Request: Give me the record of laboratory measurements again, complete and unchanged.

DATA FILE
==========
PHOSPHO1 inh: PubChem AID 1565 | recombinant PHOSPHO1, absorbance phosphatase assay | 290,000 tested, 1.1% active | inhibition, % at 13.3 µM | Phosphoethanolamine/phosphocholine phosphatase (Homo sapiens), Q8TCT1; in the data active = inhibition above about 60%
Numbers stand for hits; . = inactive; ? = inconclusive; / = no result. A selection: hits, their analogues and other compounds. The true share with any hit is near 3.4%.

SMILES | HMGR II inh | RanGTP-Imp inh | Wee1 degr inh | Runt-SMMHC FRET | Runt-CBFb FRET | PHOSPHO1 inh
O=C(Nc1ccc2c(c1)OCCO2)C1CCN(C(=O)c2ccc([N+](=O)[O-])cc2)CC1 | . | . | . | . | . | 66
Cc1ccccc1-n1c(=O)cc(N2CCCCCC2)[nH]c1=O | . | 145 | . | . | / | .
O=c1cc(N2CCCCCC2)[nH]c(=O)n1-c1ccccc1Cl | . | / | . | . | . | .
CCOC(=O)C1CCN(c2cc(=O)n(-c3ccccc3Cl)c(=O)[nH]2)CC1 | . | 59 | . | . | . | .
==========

PHOSPHO1 inh: PubChem AID 1565 | recombinant PHOSPHO1, absorbance phosphatase assay | 290,000 tested, 1.1% active | inhibition, % at 13.3 µM | Phosphoethanolamine/phosphocholine phosphatase (Homo sapiens), Q8TCT1; in the data active = inhibition above about 60%
Numbers stand for hits; . = inactive; ? = inconclusive; / = no result. A selection: hits, their analogues and other compounds. The true share with any hit is near 3.4%.

SMILES | HMGR II inh | RanGTP-Imp inh | Wee1 degr inh | Runt-SMMHC FRET | Runt-CBFb FRET | PHOSPHO1 inh
O=C(Nc1ccc2c(c1)OCCO2)C1CCN(C(=O)c2ccc([N+](=O)[O-])cc2)CC1 | . | . | . | . | . | 66
Cc1ccccc1-n1c(=O)cc(N2CCCCCC2)[nH]c1=O | . | 145 | . | . | / | .
O=c1cc(N2CCCCCC2)[nH]c(=O)n1-c1ccccc1Cl | . | / | . | . | . | .
CCOC(=O)C1CCN(c2cc(=O)n(-c3ccccc3Cl)c(=O)[nH]2)CC1 | . | 59 | . | . | . | .